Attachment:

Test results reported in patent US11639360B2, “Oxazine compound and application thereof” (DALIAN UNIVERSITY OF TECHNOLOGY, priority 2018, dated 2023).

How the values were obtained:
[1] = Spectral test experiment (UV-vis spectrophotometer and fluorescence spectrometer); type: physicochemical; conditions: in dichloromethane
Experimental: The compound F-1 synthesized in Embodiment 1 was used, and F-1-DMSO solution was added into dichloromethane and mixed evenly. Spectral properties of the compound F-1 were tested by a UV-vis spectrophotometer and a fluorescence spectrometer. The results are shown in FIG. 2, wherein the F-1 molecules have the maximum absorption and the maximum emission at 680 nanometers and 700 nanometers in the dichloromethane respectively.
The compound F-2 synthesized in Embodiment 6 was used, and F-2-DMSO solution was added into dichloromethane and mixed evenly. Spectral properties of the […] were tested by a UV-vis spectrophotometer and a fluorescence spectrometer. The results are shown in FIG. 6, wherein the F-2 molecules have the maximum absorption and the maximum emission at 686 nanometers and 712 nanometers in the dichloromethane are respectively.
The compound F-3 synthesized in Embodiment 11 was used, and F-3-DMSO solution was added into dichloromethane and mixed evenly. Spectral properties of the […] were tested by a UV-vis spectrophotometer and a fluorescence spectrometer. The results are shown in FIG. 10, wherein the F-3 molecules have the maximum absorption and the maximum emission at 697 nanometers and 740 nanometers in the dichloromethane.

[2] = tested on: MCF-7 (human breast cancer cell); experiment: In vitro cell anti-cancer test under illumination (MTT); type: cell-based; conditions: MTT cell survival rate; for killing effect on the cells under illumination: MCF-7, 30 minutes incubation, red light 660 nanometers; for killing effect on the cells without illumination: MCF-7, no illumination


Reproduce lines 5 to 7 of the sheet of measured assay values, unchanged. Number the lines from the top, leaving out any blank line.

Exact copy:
The compound F-2 synthesized in Embodiment 6 was used, and F-2-DMSO solution was added into dichloromethane and mixed evenly. Spectral properties of the […] were tested by a UV-vis spectrophotometer and a fluorescence spectrometer. The results are shown in FIG. 6, wherein the F-2 molecules have the maximum absorption and the maximum emission at 686 nanometers and 712 nanometers in the dichloromethane are respectively.
The compound F-3 synthesized in Embodiment 11 was used, and F-3-DMSO solution was added into dichloromethane and mixed evenly. Spectral properties of the […] were tested by a UV-vis spectrophotometer and a fluorescence spectrometer. The results are shown in FIG. 10, wherein the F-3 molecules have the maximum absorption and the maximum emission at 697 nanometers and 740 nanometers in the dichloromethane.

[2] = tested on: MCF-7 (human breast cancer cell); experiment: In vitro cell anti-cancer test under illumination (MTT); type: cell-based; conditions: MTT cell survival rate; for killing effect on the cells under illumination: MCF-7, 30 minutes incubation, red light 660 nanometers; for killing effect on the cells without illumination: MCF-7, no illumination